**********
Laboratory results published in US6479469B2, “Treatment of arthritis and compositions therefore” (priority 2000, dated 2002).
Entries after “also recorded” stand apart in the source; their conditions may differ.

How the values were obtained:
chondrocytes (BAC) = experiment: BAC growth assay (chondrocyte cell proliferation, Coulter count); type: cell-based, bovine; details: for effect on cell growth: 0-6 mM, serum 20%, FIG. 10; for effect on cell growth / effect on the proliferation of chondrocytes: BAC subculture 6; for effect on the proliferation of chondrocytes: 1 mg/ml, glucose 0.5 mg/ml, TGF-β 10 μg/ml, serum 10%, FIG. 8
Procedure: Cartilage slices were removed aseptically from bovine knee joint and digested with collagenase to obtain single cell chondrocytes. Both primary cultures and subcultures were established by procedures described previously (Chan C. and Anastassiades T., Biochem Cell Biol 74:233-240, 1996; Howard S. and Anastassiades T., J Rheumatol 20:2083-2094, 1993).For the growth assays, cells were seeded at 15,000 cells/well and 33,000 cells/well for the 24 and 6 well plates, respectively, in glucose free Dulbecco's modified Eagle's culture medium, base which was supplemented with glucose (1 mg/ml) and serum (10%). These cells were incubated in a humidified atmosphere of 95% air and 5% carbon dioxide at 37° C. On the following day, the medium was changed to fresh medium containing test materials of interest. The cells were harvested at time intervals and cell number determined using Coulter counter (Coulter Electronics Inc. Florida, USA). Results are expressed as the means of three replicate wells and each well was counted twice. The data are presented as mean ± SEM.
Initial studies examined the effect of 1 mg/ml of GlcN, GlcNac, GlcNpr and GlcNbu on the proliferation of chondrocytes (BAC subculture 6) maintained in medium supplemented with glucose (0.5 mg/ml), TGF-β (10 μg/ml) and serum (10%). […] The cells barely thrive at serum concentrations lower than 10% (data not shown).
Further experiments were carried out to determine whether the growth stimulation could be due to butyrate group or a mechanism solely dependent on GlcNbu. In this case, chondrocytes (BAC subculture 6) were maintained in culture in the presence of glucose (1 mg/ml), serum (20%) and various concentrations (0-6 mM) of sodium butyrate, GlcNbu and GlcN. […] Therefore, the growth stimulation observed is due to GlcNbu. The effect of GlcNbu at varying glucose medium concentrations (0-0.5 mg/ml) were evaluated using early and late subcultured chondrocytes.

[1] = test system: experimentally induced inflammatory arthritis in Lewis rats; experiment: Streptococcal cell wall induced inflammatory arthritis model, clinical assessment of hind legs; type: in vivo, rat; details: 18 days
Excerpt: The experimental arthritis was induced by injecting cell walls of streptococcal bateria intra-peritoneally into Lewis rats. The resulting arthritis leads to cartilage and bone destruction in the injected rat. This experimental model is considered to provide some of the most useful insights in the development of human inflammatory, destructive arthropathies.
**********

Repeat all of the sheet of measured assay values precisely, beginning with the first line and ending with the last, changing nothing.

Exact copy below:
Laboratory results published in US6479469B2, “Treatment of arthritis and compositions therefore” (priority 2000, dated 2002).
Entries after “also recorded” stand apart in the source; their conditions may differ.

How the values were obtained:
chondrocytes (BAC) = experiment: BAC growth assay (chondrocyte cell proliferation, Coulter count); type: cell-based, bovine; details: for effect on cell growth: 0-6 mM, serum 20%, FIG. 10; for effect on cell growth / effect on the proliferation of chondrocytes: BAC subculture 6; for effect on the proliferation of chondrocytes: 1 mg/ml, glucose 0.5 mg/ml, TGF-β 10 μg/ml, serum 10%, FIG. 8
Procedure: Cartilage slices were removed aseptically from bovine knee joint and digested with collagenase to obtain single cell chondrocytes. Both primary cultures and subcultures were established by procedures described previously (Chan C. and Anastassiades T., Biochem Cell Biol 74:233-240, 1996; Howard S. and Anastassiades T., J Rheumatol 20:2083-2094, 1993).For the growth assays, cells were seeded at 15,000 cells/well and 33,000 cells/well for the 24 and 6 well plates, respectively, in glucose free Dulbecco's modified Eagle's culture medium, base which was supplemented with glucose (1 mg/ml) and serum (10%). These cells were incubated in a humidified atmosphere of 95% air and 5% carbon dioxide at 37° C. On the following day, the medium was changed to fresh medium containing test materials of interest. The cells were harvested at time intervals and cell number determined using Coulter counter (Coulter Electronics Inc. Florida, USA). Results are expressed as the means of three replicate wells and each well was counted twice. The data are presented as mean ± SEM.
Initial studies examined the effect of 1 mg/ml of GlcN, GlcNac, GlcNpr and GlcNbu on the proliferation of chondrocytes (BAC subculture 6) maintained in medium supplemented with glucose (0.5 mg/ml), TGF-β (10 μg/ml) and serum (10%). […] The cells barely thrive at serum concentrations lower than 10% (data not shown).
Further experiments were carried out to determine whether the growth stimulation could be due to butyrate group or a mechanism solely dependent on GlcNbu. In this case, chondrocytes (BAC subculture 6) were maintained in culture in the presence of glucose (1 mg/ml), serum (20%) and various concentrations (0-6 mM) of sodium butyrate, GlcNbu and GlcN. […] Therefore, the growth stimulation observed is due to GlcNbu. The effect of GlcNbu at varying glucose medium concentrations (0-0.5 mg/ml) were evaluated using early and late subcultured chondrocytes.

[1] = test system: experimentally induced inflammatory arthritis in Lewis rats; experiment: Streptococcal cell wall induced inflammatory arthritis model, clinical assessment of hind legs; type: in vivo, rat; details: 18 days
Excerpt: The experimental arthritis was induced by injecting cell walls of streptococcal bateria intra-peritoneally into Lewis rats. The resulting arthritis leads to cartilage and bone destruction in the injected rat. This experimental model is considered to provide some of the most useful insights in the development of human inflammatory, destructive arthropathies.